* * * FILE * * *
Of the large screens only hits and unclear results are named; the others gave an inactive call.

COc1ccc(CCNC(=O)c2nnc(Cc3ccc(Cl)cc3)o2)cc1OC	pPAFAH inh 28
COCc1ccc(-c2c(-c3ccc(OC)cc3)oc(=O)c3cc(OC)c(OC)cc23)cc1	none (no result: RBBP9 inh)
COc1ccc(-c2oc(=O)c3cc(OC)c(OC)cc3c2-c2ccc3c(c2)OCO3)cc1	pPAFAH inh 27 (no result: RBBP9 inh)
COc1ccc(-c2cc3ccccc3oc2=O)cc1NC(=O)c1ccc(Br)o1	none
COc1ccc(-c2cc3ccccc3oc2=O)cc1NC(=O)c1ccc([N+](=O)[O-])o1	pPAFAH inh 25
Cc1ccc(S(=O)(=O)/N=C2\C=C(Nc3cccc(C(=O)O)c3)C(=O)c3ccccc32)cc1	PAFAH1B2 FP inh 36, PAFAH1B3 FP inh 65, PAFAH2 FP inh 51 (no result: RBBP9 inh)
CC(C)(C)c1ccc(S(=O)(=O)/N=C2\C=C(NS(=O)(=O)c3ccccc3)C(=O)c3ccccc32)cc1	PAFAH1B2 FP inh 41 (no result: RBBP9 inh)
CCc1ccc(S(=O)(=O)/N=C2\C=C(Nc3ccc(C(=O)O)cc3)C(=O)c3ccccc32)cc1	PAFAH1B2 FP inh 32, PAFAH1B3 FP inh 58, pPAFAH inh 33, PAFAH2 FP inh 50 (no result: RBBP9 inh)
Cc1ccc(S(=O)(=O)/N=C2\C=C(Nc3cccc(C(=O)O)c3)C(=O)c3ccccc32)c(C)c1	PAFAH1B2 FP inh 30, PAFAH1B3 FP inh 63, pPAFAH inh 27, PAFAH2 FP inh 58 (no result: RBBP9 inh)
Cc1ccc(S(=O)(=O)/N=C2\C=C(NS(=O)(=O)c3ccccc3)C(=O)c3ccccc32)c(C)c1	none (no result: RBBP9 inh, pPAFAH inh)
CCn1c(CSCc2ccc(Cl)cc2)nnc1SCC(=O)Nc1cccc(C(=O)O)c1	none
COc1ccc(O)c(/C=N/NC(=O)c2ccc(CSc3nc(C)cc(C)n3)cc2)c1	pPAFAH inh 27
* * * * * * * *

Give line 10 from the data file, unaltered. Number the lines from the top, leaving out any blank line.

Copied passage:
Cc1ccc(S(=O)(=O)/N=C2\C=C(Nc3cccc(C(=O)O)c3)C(=O)c3ccccc32)c(C)c1	PAFAH1B2 FP inh 30, PAFAH1B3 FP inh 63, pPAFAH inh 27, PAFAH2 FP inh 58 (no result: RBBP9 inh)